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Clemson Basketball

Clemson fights hard, but falls short in final seconds to No. 5 North Carolina

March 2, 2019

CLEMSON -- North Carolina’s Kenny Williams stood tall at the free throw line with 10 seconds remaining and the game on the line.

Standing three feet away from him was senior forward Luke Maye, who had just watched Williams make two clutch free throws seconds earlier to keep the Tar Heels barely in front of the Tigers. Maye turned to Clemson’s erupting student section and waved his arms for them to get louder in a mocking fashion.

It was like he knew the inevitable outcome.

Williams shot the first free throw. Swish.

Then, the second rolled off the back iron and fell into the hands Clemson senior guard Shelton Mitchell. Down two points, Mitchell raced up the floor and made knifed his way towards the basket, barrelling almost out of control.

There was contact. Mitchell lost the ball and hit the floor. The final buzzer eventually sounded.

North Carolina raised its arms in victory as the fifth-ranked Tar Heels handed the Tigers yet another gut-wrenching loss, this time with the final score being 81-79.

As for Mitchell and the rest of the Tigers, they looked exhausted. Distraught. Devastated. And who could blame them? Considering this was the fourth time this season that they have lost on the game’s final possession.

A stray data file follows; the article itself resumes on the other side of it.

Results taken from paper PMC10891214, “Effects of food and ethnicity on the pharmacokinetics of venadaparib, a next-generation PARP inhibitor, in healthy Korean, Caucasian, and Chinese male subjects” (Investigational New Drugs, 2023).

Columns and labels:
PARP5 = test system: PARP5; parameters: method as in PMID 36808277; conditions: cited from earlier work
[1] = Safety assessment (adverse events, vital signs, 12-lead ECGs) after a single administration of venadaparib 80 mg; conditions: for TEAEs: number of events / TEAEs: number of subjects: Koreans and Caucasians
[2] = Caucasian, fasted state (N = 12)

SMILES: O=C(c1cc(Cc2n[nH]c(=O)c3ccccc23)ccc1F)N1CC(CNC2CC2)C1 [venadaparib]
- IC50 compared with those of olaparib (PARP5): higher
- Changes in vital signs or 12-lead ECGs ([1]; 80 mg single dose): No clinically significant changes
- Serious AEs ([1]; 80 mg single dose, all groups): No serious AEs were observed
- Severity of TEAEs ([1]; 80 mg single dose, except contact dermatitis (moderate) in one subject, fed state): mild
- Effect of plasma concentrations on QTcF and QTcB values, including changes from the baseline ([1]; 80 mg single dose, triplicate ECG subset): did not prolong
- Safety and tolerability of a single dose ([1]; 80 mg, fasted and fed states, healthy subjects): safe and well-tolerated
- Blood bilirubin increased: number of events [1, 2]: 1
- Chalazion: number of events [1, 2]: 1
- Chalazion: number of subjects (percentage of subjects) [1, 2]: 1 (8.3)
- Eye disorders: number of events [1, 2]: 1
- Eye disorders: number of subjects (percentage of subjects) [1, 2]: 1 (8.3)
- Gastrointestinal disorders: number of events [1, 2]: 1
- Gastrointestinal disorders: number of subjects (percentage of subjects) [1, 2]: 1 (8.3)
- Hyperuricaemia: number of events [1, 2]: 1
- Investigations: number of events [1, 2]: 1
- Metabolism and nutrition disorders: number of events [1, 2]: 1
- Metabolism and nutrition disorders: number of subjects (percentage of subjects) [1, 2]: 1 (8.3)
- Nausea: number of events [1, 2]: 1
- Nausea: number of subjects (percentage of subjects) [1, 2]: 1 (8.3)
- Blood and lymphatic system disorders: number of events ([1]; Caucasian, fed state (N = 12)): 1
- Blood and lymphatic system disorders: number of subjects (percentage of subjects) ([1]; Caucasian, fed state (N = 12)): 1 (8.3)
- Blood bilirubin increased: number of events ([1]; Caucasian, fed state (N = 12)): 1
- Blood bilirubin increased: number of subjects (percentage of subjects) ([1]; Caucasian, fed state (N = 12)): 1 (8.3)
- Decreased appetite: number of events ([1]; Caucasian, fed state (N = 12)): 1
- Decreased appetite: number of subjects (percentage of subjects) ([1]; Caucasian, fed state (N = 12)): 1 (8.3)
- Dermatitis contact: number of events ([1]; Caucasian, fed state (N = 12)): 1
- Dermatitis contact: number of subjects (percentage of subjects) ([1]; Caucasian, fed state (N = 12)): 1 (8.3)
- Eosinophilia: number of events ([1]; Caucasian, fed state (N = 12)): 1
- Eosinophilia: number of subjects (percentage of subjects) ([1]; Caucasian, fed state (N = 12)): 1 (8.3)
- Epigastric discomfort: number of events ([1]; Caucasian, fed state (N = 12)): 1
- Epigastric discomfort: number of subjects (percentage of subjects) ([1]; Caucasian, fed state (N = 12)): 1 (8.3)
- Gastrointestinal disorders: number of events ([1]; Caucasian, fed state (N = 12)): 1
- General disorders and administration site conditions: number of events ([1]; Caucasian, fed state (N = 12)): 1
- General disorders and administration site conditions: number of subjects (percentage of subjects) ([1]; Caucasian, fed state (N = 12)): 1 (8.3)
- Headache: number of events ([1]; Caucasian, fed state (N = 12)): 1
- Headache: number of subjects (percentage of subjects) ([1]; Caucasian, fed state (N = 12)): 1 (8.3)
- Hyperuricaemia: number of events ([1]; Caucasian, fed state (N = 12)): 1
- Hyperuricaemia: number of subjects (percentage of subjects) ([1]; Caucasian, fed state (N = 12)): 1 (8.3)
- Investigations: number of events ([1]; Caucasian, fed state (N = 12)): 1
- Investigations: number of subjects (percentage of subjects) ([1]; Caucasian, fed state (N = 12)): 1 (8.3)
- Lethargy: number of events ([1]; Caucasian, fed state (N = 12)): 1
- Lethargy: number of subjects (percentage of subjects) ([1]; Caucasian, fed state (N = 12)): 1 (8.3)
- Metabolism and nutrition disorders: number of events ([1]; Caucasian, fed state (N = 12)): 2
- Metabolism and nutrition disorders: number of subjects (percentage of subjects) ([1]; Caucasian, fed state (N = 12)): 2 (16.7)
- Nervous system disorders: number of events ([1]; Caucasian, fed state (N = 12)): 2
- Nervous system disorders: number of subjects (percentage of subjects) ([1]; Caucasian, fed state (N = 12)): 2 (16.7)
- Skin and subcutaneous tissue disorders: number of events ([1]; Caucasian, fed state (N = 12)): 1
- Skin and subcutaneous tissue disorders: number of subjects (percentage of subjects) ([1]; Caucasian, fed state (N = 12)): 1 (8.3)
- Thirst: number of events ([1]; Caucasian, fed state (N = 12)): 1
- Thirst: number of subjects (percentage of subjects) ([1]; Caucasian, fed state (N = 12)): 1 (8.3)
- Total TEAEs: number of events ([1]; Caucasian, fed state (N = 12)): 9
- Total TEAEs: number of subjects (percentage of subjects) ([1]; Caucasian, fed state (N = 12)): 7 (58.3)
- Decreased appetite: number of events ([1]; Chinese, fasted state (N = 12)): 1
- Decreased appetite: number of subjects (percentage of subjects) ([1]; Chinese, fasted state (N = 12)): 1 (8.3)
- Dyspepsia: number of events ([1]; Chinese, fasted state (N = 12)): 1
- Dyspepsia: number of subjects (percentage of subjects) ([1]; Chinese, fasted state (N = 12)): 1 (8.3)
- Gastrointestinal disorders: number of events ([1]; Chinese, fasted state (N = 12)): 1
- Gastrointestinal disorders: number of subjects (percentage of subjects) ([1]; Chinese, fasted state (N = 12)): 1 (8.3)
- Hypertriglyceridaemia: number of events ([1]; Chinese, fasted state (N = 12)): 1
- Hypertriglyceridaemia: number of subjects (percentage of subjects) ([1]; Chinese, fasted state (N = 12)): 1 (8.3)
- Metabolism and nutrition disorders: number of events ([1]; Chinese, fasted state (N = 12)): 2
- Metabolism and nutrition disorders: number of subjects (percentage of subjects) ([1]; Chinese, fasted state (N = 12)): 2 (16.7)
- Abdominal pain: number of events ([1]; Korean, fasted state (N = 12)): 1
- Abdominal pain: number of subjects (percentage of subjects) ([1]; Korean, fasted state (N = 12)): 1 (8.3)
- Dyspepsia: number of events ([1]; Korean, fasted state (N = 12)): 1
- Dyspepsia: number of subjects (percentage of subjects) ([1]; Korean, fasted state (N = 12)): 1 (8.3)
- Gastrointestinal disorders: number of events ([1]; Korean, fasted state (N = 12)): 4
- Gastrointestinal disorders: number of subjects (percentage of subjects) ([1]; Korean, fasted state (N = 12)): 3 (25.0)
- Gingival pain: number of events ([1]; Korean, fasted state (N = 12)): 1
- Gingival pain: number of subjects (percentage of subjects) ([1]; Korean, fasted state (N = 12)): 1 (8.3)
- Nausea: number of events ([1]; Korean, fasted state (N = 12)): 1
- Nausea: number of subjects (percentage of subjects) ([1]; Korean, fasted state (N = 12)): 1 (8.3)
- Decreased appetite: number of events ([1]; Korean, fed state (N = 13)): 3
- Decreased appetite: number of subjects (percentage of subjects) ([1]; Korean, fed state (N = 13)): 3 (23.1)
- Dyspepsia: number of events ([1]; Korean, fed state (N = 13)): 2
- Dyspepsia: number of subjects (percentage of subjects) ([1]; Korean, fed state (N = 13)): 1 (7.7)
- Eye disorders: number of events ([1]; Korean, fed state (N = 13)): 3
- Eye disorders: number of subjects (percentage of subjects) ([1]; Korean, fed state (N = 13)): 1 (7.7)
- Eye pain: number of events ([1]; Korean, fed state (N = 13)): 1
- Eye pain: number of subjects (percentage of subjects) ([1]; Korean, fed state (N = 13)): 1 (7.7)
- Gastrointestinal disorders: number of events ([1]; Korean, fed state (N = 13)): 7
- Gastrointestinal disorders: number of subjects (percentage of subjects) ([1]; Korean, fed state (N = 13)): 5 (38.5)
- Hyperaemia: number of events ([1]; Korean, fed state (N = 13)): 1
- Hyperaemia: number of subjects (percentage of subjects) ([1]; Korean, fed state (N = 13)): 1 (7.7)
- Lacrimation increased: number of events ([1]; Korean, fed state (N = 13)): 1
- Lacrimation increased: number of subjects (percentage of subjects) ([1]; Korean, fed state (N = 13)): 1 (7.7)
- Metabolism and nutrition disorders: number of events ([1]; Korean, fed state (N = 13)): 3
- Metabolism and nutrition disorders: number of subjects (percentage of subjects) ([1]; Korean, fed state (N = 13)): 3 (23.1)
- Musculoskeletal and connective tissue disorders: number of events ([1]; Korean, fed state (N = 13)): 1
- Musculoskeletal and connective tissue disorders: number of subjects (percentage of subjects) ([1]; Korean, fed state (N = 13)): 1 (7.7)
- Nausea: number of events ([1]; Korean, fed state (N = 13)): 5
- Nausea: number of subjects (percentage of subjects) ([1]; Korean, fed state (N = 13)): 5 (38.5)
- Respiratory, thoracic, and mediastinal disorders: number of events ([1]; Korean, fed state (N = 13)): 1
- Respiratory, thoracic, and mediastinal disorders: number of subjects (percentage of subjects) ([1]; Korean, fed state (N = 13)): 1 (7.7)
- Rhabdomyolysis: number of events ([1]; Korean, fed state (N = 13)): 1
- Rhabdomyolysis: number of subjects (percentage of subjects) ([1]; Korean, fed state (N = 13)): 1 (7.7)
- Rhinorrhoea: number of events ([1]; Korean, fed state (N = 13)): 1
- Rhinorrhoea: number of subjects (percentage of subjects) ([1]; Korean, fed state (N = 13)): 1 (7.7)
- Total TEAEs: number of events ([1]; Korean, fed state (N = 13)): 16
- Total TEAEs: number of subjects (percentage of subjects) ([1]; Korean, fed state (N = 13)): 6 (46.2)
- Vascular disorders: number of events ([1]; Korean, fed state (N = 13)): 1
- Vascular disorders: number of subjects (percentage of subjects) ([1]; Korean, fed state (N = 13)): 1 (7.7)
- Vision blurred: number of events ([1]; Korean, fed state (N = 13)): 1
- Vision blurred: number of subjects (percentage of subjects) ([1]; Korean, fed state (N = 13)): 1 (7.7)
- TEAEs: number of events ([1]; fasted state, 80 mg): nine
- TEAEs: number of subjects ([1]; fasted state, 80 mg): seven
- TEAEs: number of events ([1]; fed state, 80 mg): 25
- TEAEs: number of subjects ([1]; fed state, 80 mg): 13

“We battled them as hard as we could,” head coach Brad Brownell said after the game. “We just ended up one possession short, which has happened to us a couple of times this year. And that’s tough.”

Brownell continued to say that the locker room after the game was “tough,” which was the second time this season he has mentioned that. The first came after the near-epic comeback at Louisville.

And as for the no call in the game’s final seconds, guard Clyde Trapp said it was just basketball and a tough break, which we’ve heard a time or two this season.

“That’s a hard call,” Brownell added. “Obviously he’s trying to drive it in there and make a play, and they’re kind of backpedaling. But we trust those guys in that situation. If they’re in position to make it, they see it, they make it. They’re not gonna be afraid to make a call at the end if it was a foul.

“That wasn’t the reason we won or loss. It just was a bang-bang play at the end that gave us a chance, and we didn’t get the break so move on.”

And Brownell was right. That final non-call was not the only reason Clemson stumbled out of Littlejohn Coliseum with a 17-12 (7-9 in the ACC) record.

A major part of that came from the hands of the heavyweight playmakers the Tar Heels possess on the offensive end. The Tigers played one of their better offensive games of the season, shooting 47-percent from the field (27-of-57), but North Carolina made up for it with the performances from Coby White and Cam Johnson.

White was a walking bucket who dribbled as if he had the ball on a string. He finished with a game-high 28 points on 9-of-16 shooting, six rebounds, and five assists.

Johnson almost couldn’t have missed from three-point range if he wanted to. His six threes on eight attempts, including his final make when he was barely even set with 2:18 remaining put the Tar Heels up by seven, were each daggers.

White and Johnson combined for 12 of North Carolina’s 13 three-pointers. In comparison, the Tigers made eight of their 22 attempts from beyond the arc.